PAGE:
ACCORDING TO other witness accounts online, security forces detained as many as 1,000 people, but the authorities reported only 19 official arrests. China's Internet censors scrubbed the Web of images of the confrontations in an attempt to keep news of the riots away from migrant workers elsewhere. Police also arrested a micro-blogger who allegedly spread a rumor that security forces had killed someone on the first night.

The town of Zengcheng offered to grant local hukou and wads of money to any migrants who gave information leading to further arrests. There were no reports of any takers among the generally tight-knit workforce, which tends to hail from the same provinces and even the same local schools.

The Morning Post reported that workers from Sichuan--a province that doesn't even neighbor Guangdong--traveled to join the riots on the second and third days. Sichuan is the home province of the two peddlers and of 60 percent of workers in the riots' epicenter, the village of Dadun.

Some reporters pointed out that Beijing has stepped up repression since activists and micro-bloggers inspired by the "Arab Spring" raised the idea of a generalized Chinese revolt to be known, like Tunisia's, as the "Jasmine Revolution."

Repression of migrant revolts, however, has been swift and brutal for years. One local man told the Morning Post, "Those security people are ruthless and have been barbaric for a very long time. No one has ever been able to control them."

Nobody expects the career of the provincial chief, Wang Yang, to be damaged by the crackdown. In typical Communist Party fashion, Wang--the originator of the "Happy Guangdong" campaign, which promises to redress the province's inequality--can blame lower officials at township and village levels.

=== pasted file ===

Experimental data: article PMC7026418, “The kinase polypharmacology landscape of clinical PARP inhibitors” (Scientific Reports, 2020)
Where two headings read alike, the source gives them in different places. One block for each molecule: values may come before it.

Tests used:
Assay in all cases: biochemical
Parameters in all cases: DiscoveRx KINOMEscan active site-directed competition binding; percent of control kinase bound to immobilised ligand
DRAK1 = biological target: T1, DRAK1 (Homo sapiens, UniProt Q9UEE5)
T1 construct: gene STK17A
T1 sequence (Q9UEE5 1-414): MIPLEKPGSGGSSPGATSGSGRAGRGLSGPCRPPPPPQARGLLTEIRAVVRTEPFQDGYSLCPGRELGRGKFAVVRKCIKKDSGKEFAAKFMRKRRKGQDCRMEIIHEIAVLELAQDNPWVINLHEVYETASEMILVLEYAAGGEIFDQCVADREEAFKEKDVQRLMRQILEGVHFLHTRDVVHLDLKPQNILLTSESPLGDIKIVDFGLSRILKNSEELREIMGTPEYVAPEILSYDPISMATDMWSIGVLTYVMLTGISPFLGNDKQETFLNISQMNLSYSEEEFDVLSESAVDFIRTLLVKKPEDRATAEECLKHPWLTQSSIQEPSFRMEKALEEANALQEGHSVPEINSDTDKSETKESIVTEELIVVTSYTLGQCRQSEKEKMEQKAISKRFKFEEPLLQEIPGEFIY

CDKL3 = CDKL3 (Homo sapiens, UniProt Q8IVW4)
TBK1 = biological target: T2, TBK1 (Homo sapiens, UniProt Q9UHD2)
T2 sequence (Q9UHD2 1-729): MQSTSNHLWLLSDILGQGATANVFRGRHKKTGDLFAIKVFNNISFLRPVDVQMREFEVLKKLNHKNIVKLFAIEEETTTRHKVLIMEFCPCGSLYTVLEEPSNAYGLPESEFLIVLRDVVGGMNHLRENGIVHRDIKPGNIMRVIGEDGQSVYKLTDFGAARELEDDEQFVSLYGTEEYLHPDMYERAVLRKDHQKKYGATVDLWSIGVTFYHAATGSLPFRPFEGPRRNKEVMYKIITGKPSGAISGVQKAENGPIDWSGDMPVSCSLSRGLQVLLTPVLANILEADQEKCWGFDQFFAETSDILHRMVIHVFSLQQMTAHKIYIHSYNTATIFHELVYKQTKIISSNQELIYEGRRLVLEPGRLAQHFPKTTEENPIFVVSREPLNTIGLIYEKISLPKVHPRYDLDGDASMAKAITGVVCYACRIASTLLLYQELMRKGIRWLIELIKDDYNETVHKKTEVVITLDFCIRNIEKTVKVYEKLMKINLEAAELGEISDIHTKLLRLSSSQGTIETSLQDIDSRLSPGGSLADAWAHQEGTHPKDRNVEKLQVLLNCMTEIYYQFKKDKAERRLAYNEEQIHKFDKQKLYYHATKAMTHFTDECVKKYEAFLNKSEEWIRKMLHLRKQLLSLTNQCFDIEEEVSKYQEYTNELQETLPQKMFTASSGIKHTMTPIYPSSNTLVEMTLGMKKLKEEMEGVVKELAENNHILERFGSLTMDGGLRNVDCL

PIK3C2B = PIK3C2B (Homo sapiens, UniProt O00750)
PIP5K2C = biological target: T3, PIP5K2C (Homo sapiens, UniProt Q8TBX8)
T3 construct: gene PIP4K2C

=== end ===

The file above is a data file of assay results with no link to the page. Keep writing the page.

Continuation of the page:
One analyst said, "Top-level politicians are concerned only whether their ruling position is being threatened, such as during the Jasmine Revolution. But in fact, Wang might have gained an extra bonus for his crisis management during these incidents."

The Xintang section of Zengcheng is known as the "blue jean capital of the world," producing 60 different foreign brands, according to the Morning Post,

accounting for about half the 450 million pairs of jeans sold the United States each year. Young workers in factories who sew and dye denim garments can earn up to 3,000 yuan a month [about $460] if they take on extra shifts, but the older ones who are stuck in small workshops process half-completed jeans for just half that amount.

Dadun is a village inside Xintang where the most denim factories are concentrated. The village is home to 60,000 migrants and just 7,000 permanent residents--two groups that are estranged from each other by their divergent social status, compounded by urban prejudice against Chinese of peasant origin.

"Local people," reports Xinhua, China's official news source, "refer to the area where these workers live as the 'village inside the city.' Many of the locals who used to live there have moved out, renting their former homes to the migrant workers. In these 'villages,' buildings are lined up like dominoes, sometimes so close together that they are called 'handshake buildings,' implying that people in two separate buildings can shake hands with each other through their windows.

Tong Menshi, for example, lives in a 10-square-meter room with a curtain dividing her from her parents.